Here in central New England, willow trees are plentiful. Many were planted because they grow quickly and can dry up excess water on your property. The trouble is after 30 years or so, the roots start to chew up driveways and cause all kinds of trouble. They also seem to have a difficult time with tough storms. The happy result is that if you've got a chainsaw, there's plenty of willow available for nothing except the sweat of bucking the logs sawing the billets.
Of the attention getters in my home, I'd have to put my critters in glass houses near the top of the list. These cute little fellows spend all their time perched on the inside of a glass or cup watching all that goes on around them, well, at least in front of them anyway.
Solly Schoultz, from Cape Town, South Africa, asks a question on sharpening. Solly says he's having trouble keeping his tools sharp. He would like general sharpening information and advice about the various angles that need to be considered. Solly adds, “I am currently sharpening on an oilstone and polishing on 1200-grit water paper followed by honing on leather.”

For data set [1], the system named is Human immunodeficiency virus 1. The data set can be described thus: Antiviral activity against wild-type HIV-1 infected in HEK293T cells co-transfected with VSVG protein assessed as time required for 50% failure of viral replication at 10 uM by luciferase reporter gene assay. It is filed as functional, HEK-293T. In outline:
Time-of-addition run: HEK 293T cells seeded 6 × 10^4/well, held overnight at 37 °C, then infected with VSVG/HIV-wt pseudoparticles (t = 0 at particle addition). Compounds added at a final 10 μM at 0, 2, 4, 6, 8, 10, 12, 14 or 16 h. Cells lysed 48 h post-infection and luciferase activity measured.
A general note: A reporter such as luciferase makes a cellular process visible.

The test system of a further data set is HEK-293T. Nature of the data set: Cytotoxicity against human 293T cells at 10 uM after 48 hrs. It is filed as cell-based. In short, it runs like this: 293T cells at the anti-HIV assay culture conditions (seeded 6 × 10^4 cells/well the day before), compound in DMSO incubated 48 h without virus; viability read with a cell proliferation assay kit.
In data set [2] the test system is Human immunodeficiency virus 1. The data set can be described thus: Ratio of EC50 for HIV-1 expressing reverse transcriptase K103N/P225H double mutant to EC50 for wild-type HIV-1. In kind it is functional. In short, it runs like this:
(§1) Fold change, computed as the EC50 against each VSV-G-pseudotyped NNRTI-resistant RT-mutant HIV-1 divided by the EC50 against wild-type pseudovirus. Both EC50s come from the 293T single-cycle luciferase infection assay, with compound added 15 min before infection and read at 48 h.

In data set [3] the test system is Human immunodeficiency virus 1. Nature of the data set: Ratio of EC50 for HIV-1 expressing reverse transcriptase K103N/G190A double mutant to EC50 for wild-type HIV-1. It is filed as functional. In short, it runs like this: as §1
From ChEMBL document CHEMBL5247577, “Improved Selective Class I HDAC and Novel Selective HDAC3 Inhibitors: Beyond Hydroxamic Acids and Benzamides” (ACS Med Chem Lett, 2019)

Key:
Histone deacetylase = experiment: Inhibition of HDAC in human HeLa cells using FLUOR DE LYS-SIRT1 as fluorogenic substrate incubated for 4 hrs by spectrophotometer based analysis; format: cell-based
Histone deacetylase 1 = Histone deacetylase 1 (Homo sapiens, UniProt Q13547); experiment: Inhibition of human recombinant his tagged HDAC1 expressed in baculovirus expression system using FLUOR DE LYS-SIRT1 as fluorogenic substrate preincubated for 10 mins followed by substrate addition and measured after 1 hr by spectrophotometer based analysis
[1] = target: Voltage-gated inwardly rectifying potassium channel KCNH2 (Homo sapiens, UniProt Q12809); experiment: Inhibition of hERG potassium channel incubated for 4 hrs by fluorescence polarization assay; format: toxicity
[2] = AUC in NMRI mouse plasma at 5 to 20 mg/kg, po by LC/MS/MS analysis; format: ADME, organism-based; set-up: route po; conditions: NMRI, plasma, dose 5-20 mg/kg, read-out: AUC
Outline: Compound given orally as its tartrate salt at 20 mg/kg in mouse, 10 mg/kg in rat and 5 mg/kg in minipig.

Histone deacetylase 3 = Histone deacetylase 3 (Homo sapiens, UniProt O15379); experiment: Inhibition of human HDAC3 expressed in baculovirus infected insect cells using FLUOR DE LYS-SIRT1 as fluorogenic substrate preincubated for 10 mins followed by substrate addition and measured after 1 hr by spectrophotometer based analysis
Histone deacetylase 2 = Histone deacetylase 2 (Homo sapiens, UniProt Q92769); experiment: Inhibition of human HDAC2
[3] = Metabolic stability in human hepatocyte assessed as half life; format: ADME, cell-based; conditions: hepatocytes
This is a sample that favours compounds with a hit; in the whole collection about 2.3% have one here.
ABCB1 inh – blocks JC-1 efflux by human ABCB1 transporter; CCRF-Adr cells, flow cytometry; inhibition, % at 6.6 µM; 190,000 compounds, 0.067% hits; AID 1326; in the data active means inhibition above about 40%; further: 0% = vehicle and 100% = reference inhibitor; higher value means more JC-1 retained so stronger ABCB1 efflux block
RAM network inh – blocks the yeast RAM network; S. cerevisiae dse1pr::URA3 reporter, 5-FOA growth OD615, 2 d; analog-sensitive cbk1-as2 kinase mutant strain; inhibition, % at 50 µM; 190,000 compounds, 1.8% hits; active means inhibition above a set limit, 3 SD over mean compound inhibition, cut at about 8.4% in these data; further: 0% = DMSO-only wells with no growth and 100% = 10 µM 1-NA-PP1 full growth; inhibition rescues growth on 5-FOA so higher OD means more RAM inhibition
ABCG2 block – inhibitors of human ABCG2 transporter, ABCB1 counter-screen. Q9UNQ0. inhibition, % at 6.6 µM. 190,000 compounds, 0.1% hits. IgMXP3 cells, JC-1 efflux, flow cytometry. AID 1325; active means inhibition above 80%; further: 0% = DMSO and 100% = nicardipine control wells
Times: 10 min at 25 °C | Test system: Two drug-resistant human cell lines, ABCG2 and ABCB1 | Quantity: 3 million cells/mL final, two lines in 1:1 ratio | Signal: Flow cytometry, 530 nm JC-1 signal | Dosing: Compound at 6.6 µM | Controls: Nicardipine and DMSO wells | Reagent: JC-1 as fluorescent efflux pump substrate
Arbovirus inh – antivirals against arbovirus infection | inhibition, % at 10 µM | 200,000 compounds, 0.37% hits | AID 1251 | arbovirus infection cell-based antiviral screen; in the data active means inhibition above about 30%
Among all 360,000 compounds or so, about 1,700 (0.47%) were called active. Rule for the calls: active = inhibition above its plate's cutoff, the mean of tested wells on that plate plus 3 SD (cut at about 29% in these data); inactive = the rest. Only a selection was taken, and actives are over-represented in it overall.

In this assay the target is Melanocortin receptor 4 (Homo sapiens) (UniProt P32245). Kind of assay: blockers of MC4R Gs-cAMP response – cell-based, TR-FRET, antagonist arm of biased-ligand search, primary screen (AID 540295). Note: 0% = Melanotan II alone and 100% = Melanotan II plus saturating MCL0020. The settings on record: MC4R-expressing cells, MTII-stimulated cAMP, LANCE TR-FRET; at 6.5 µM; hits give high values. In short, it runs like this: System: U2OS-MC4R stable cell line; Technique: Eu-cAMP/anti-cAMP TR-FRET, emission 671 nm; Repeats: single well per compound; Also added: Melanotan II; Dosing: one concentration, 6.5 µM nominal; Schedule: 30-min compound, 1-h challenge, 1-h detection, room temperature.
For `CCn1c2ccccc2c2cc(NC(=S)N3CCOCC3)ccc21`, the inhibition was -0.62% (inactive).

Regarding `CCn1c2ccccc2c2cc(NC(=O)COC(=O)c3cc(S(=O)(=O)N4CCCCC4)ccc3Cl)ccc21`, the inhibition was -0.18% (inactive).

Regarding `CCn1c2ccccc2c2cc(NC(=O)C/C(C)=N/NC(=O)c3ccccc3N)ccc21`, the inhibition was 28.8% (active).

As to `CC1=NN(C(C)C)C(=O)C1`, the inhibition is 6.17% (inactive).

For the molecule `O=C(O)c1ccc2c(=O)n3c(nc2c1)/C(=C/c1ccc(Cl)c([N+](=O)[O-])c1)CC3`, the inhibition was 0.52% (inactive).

Welcome to the second part of my article. In the last article in Carving Magazine I covered mallets, drawknives, bench knives, detail knives, chip carving knives, chisels, firmers, background stamps, and thumb guards. In this issue I will cover lap boards, a chest protector, holding devices, a carver’s arm, strops, handles, and one of my spare time activities — “junkin’."
In Boston during the first half of the last century, there was a vibrant Lebanese community near the area which is now known as Chinatown. The community was rich with talent and counted among its members the poet Kahlil Gibran.
In this community there was a boarding house where one day a boy was watching a man carving something out of wood. When the boy asked what the man was making, the man said simply, "A spoon...". So the inquisitive child asked, "Why?" and the man responded, "Because i need one".